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Old 05-09-2013, 10:18 AM   #1
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Keel Drain Plug

Hi I live in the buffalo NY area and would like to install a drain plug in my keel any ideas of a good location ? also I was wondering if the engine area of the bilge would be seprated from the rest of the bilge area on a 1975 35 DC Thanks Dom
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Old 05-09-2013, 10:29 AM   #2
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Why do you want a drain plug? I have not see a drain plug on a larger size boat. that is what bilge pumps are for and there should be no water in the bilge if there it should be investigated. The Eagle bilge is dry, and if there is water/moistrue there is something wrong. Besides its another hole in the hull!

Most boats have bulk heads that separate the bilge in to sections, forward, Engine room and lazaret. They help support the supper structure. When the Eagle is pull they straps are placed where the bulk heads and marked on the Eagle hull.
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Old 05-09-2013, 10:31 AM   #3
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Keels on these boats get water in them for some reasion and as for the bulk heads I was just wondering if they used them that long agao 1975 they are not full bulkheads just small dividers to form a sump
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Old 05-09-2013, 01:31 PM   #4
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There was a post, perhaps a year ago about water in the keel and adding a drain plug. I can't remember any more details but do some searching.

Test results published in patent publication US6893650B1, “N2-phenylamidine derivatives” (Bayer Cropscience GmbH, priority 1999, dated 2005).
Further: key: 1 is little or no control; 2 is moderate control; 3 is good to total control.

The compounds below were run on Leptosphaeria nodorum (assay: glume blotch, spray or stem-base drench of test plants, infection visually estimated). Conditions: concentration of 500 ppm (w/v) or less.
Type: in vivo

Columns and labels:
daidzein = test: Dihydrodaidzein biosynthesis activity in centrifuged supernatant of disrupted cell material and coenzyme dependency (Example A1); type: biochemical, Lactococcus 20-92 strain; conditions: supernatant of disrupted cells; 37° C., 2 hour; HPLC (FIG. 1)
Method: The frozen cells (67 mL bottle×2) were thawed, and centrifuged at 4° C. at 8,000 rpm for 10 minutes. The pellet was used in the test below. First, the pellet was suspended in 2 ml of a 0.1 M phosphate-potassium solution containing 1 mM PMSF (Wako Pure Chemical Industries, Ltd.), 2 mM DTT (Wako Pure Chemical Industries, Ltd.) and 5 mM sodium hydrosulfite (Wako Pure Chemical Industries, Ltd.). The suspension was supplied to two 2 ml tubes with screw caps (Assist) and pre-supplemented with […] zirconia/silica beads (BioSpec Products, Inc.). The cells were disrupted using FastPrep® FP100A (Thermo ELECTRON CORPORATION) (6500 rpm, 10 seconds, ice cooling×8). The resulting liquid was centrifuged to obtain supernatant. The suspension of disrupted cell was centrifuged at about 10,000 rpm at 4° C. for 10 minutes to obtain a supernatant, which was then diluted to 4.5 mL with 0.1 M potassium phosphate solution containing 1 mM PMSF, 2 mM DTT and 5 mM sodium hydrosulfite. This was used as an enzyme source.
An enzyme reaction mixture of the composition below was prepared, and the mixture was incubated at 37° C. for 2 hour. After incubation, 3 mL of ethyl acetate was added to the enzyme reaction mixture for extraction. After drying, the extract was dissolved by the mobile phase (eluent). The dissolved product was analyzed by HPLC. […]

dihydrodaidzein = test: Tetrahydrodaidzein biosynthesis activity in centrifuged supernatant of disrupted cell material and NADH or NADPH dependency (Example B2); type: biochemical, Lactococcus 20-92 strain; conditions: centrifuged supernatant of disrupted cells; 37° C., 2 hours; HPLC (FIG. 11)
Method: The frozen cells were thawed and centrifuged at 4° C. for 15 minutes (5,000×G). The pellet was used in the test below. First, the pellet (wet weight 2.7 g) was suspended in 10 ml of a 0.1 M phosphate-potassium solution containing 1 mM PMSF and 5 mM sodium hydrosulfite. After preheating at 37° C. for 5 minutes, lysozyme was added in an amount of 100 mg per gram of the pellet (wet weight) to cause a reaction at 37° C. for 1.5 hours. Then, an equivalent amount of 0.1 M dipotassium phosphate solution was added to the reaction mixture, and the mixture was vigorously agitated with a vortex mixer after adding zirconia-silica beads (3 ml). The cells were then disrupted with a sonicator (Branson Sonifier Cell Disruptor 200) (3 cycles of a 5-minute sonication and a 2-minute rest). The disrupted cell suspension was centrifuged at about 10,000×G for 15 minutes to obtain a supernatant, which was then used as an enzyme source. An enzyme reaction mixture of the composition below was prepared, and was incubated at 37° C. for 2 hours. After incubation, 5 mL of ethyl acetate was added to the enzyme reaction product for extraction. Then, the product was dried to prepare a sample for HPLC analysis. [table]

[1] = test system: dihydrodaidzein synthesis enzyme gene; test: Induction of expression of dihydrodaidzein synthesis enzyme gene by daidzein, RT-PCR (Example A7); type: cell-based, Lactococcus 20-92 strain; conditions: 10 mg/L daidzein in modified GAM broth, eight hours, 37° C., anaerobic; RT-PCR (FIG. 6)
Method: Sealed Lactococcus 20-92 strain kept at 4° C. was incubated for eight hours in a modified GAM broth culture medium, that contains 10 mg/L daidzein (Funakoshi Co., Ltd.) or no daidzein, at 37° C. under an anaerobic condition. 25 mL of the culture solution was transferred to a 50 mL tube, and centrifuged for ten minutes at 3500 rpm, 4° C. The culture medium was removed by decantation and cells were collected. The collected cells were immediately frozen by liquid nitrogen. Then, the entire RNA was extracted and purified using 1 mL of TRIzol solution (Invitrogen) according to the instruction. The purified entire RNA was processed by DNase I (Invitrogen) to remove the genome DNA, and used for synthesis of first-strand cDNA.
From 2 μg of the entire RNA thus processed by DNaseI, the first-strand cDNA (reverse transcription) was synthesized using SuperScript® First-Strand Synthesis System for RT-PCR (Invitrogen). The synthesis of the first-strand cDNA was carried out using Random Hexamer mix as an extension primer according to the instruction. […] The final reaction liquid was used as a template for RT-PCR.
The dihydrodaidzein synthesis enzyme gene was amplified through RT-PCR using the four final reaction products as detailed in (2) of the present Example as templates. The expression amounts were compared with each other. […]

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Old 05-09-2013, 02:00 PM   #5
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Quote:
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Hi I live in the buffalo NY area and would like to install a drain plug in my keel any ideas of a good location ? also I was wondering if the engine area of the bilge would be seprated from the rest of the bilge area on a 1975 35 DC Thanks Dom
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Wouldn't be without one in a northern climate. Bilge pumps don't work on ice. Where I store in FL too, I have seen many people come back to a mildew filled boat w/ a flooded bilge by relying on just pulling an intake hose as a precaution. You are looking for a "garboard drain" Get a good one bronze not brass and matching bronze screws if you can find them. Make a shallow recess in your keel with a hole saw the same OD as OD of your drain flange, then switch to a smaller holesaw the same as your drain body. You don't need to go more than 1/8" deep with the larger saw. Chip out between the 2 saws to make a shallow recess for the flange. That way if a log slides down the keel it won't knock the flange off. Install with 5200 & bronze screws or bolts. There are two types of garboard drains, one with internal plug and one with external. Hope this helps.